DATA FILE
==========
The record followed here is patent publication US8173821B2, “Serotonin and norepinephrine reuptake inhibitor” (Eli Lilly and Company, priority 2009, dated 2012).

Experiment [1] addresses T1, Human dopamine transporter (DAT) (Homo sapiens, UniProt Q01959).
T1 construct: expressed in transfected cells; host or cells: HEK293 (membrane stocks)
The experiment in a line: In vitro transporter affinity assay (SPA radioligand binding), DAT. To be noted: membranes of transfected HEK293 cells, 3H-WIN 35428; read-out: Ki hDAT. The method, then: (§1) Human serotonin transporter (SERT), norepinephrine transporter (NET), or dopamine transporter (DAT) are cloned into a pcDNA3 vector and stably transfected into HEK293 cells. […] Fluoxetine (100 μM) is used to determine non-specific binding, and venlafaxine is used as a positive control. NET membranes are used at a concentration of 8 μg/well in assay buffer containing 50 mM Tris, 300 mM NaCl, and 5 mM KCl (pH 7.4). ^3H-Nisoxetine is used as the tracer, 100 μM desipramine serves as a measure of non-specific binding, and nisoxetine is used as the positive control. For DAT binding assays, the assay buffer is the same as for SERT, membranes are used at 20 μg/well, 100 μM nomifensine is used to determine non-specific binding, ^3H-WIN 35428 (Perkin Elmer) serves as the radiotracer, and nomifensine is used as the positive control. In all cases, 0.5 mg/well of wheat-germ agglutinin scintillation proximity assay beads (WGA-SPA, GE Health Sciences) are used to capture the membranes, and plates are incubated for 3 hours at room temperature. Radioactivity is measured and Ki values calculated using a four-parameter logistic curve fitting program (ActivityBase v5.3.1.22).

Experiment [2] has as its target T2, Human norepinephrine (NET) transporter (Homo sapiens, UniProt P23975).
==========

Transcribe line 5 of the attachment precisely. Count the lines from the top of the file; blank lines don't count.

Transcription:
Experiment [2] has as its target T2, Human norepinephrine (NET) transporter (Homo sapiens, UniProt P23975).